Children’s Summit: Expectations and Advice

by Toshiko Bajo, Staff Writer

The City of Hiroshima will proceed with plans to hold a Children’s Summit at which young people from around the world will gather in Hiroshima to talk about peace. The concept was proposed at the G8 Summit of Lower House Speakers held in Hiroshima on September 2.

The idea of a Children’s Summit was originally conceived by children themselves. In March, writers for Peace Seeds, a children’s newspaper produced by teens in Hiroshima that appears as a regular feature in the Chugoku Shimbun, interviewed Yohei Kono, Speaker of the House of Representatives, in Tokyo about the G8 Speakers’ Summit. At that time they told him about their proposal to hold a Children’s Summit.

The Peace Seeds writers later raised the idea with the other speakers who participated in the meeting and all of them were supportive. Peter Milliken, Speaker of Canada’s House of Commons, said, “…it is important for you to meet with children from other countries in order to exchange your views about how peace can be achieved.”

Boris Gryzlov, Speaker of Russia’s State Duma, said, “The outcome of a Children’s Summit could be significant, not only for its participants, but also for those who lead nations, are engaged in national policy-making, and have an influence on international politics.”

At a luncheon during the G8 Speakers’ Summit, Speaker Kono said, “Why don’t we consider the Children’s Summit an egg yielded by the G8 Summit of Lower House Speakers? When this egg hatches and the chick emerges, I would like Mayor Akiba to think about what to feed our little chick.” At a press conference following the G8 Speakers’ Summit, Speaker Kono described the proposal for a Children’s Summit as one of its achievements.

The Chugoku Shimbun asked students who have participated in international conferences as well as other knowledgeable individuals what sort of topics should be addressed at a Children’s Summit in Hiroshima.

Participants should report on summit to their countries
Kambenga Marie Louise, 43, Fukushima
Vice president of NPO Think About Education in Rwanda

I would like the participants to discuss what their lives would be like without peace and how peace can be maintained. Before the civil war in Rwanda, it never occurred to me that something that would completely change my life could happen. By imagining what that would be like, people can recognize the importance of being able to spend their days happily and in peace.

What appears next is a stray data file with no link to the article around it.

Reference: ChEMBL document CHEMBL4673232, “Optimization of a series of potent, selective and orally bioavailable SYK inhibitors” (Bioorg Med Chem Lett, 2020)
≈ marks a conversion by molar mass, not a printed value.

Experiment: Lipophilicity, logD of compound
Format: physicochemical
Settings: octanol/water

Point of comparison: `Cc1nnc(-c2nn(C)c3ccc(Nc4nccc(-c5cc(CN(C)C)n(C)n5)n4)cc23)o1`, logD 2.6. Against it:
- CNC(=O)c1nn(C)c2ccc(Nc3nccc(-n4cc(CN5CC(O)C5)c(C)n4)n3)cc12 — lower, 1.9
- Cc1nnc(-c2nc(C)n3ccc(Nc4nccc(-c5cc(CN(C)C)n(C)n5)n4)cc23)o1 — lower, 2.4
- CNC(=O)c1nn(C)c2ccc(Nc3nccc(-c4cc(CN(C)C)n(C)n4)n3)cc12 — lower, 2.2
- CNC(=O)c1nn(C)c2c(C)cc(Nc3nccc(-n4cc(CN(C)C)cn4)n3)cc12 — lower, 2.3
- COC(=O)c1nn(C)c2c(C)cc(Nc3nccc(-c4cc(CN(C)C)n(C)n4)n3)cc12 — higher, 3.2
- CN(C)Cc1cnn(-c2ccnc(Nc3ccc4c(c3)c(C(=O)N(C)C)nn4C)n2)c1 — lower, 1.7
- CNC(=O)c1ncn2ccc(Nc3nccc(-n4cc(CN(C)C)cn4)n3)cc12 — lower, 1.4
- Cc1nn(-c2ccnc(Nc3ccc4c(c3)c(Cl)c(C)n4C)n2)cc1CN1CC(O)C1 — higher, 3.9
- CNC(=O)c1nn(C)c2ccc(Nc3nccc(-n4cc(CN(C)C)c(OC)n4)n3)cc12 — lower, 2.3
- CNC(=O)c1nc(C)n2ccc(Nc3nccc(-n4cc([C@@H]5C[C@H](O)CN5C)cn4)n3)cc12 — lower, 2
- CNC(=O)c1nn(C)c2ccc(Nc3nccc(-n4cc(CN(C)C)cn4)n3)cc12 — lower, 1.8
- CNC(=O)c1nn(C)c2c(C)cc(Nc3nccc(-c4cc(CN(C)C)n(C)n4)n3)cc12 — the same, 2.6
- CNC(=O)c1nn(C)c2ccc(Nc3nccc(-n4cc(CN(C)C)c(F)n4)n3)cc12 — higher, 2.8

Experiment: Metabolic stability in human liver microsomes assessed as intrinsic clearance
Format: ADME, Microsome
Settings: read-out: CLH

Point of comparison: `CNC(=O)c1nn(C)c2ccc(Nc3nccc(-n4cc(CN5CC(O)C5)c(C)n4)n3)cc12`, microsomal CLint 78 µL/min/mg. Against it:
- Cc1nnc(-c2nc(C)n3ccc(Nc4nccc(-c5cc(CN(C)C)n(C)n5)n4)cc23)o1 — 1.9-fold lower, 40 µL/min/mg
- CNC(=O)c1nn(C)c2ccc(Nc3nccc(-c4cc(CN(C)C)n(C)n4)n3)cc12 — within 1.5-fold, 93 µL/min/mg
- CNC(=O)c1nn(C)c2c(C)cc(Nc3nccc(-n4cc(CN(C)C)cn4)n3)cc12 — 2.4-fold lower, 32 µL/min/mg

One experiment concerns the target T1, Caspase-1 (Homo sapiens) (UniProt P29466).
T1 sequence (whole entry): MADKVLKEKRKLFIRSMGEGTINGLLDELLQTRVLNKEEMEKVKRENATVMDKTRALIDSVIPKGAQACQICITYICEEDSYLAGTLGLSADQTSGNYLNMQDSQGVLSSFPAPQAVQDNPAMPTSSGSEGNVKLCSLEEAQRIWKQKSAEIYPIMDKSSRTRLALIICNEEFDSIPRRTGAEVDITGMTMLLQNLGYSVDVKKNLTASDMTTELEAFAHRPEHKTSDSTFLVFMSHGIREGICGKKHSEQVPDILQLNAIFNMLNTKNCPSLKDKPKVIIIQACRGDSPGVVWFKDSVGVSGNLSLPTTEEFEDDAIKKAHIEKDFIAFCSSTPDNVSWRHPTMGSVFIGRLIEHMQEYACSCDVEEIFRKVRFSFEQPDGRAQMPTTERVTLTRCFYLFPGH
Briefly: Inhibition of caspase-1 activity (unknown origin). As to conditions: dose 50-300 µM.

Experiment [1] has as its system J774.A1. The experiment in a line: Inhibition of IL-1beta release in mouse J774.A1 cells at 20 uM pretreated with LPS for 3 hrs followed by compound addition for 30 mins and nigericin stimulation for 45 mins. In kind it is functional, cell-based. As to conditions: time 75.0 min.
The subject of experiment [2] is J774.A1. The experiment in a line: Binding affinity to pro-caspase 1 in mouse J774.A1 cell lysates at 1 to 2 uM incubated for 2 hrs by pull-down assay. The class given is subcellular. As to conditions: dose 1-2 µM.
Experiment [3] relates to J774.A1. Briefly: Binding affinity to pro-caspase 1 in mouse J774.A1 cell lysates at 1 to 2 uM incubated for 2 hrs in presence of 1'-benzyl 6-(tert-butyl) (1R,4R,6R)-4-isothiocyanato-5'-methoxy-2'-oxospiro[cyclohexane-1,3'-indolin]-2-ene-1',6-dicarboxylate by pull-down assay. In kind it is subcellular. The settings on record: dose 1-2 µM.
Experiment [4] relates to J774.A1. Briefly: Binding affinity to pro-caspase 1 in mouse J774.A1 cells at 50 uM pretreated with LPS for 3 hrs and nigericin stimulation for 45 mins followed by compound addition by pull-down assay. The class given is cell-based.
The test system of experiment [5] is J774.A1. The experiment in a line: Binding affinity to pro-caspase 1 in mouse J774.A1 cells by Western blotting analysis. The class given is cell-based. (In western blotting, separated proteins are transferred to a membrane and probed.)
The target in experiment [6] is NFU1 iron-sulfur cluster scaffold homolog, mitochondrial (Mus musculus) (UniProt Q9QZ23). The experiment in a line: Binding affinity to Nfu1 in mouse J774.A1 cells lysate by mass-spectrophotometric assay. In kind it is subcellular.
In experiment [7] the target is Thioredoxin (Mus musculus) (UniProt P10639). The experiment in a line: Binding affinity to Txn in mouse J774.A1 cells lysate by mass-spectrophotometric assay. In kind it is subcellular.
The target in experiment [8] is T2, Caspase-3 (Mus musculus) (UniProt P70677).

A tremendous amount of money has been spent on the summits for adults thus far, but they’ve just ended up being big parties. I don’t want the Children’s Summit to be like that.

So it’s important to create an opportunity for the participants to go back to their countries and report to their governments and local residents on what they talked about in Hiroshima. Then the representatives would come back to Hiroshima for the next summit with reports on what changes were made in their governments as a result of the advice offered by the previous Children’s Summit and discuss them. That’s the sort of thing I’d like to see happen.

Multilingual interpreting needed
Shiro Kuriwaki, 17, Tokyo
High school student, Japanese representative to Junior 8 Summit

The summit should be attended by about 40 high school students. That’s just the right age and the right size to hold serious debates. If there are too many participants some people won’t speak up at all. It’s better for each person to have an opportunity to talk to every other participant at least once.

The participants should take the opportunity to learn what children from various parts of the world think. In order to do that, interpreting must be provided in various languages. If participants can speak in their own language rather than a foreign language, the discussions will be much more meaningful.

It’s better if no adults participate in the meetings, but if there are only children the discussions may not make much progress. So it might be a good idea to have college students, who are not quite adults and not quite children, help out.

It’s important to be sure not to try to cram too much sightseeing and other events into a short period of time. The time should be spent on discussion itself.

Participants must learn horror of A-bomb
Pham Thi Quynh Trang, 17, Hiroshima
Foreign student from Vietnam

I came to Hiroshima Jogakuin High School from Hanoi as a foreign student in April. Before that I knew that an atomic bomb had been dropped on Hiroshima, but that was it. I’ll never forget the horror I felt when I visited the Honkawa Peace Museum at Honkawa Elementary School. It’s important for people to visit the A-Bomb Dome and the Peace Memorial Museum when they are young and impressionable and see for themselves the destructive power and horror of nuclear weapons.

The world is not at peace. There are A-bomb survivors in Japan, and in Vietnam there are people who suffer from the effects of defoliants. My aunt is 36 years old, but because of defoliants she has the mental capacity of a 4-year-old. In various places around the world people are becoming victims because they are not at peace. The summit participants should report on their situations so they can understand each other’s suffering.